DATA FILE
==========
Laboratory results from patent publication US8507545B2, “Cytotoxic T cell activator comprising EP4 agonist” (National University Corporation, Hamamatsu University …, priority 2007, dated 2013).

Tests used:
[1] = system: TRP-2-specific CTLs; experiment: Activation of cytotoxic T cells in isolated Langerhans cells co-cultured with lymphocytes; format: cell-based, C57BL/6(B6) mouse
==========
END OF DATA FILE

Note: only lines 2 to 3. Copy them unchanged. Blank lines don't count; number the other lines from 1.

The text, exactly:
Tests used:
[1] = system: TRP-2-specific CTLs; experiment: Activation of cytotoxic T cells in isolated Langerhans cells co-cultured with lymphocytes; format: cell-based, C57BL/6(B6) mouse